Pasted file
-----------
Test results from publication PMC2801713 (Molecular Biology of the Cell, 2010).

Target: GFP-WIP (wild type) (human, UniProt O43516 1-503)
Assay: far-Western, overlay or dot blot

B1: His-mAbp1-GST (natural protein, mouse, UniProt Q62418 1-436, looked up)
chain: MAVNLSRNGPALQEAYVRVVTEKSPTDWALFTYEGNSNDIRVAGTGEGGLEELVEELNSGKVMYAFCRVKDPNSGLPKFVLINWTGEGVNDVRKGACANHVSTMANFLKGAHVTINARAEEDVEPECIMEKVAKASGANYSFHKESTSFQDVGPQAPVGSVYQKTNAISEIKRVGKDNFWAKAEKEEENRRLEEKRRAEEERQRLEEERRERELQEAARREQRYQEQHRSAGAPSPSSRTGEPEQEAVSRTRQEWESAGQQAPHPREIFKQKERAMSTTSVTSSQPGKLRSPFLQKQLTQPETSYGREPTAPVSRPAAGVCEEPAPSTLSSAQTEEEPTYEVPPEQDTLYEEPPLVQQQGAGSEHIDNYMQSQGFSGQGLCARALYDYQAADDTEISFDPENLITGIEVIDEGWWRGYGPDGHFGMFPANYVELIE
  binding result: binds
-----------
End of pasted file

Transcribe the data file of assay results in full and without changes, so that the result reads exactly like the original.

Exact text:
Test results from publication PMC2801713 (Molecular Biology of the Cell, 2010).

Target: GFP-WIP (wild type) (human, UniProt O43516 1-503)
Assay: far-Western, overlay or dot blot

B1: His-mAbp1-GST (natural protein, mouse, UniProt Q62418 1-436, looked up)
chain: MAVNLSRNGPALQEAYVRVVTEKSPTDWALFTYEGNSNDIRVAGTGEGGLEELVEELNSGKVMYAFCRVKDPNSGLPKFVLINWTGEGVNDVRKGACANHVSTMANFLKGAHVTINARAEEDVEPECIMEKVAKASGANYSFHKESTSFQDVGPQAPVGSVYQKTNAISEIKRVGKDNFWAKAEKEEENRRLEEKRRAEEERQRLEEERRERELQEAARREQRYQEQHRSAGAPSPSSRTGEPEQEAVSRTRQEWESAGQQAPHPREIFKQKERAMSTTSVTSSQPGKLRSPFLQKQLTQPETSYGREPTAPVSRPAAGVCEEPAPSTLSSAQTEEEPTYEVPPEQDTLYEEPPLVQQQGAGSEHIDNYMQSQGFSGQGLCARALYDYQAADDTEISFDPENLITGIEVIDEGWWRGYGPDGHFGMFPANYVELIE
  binding result: binds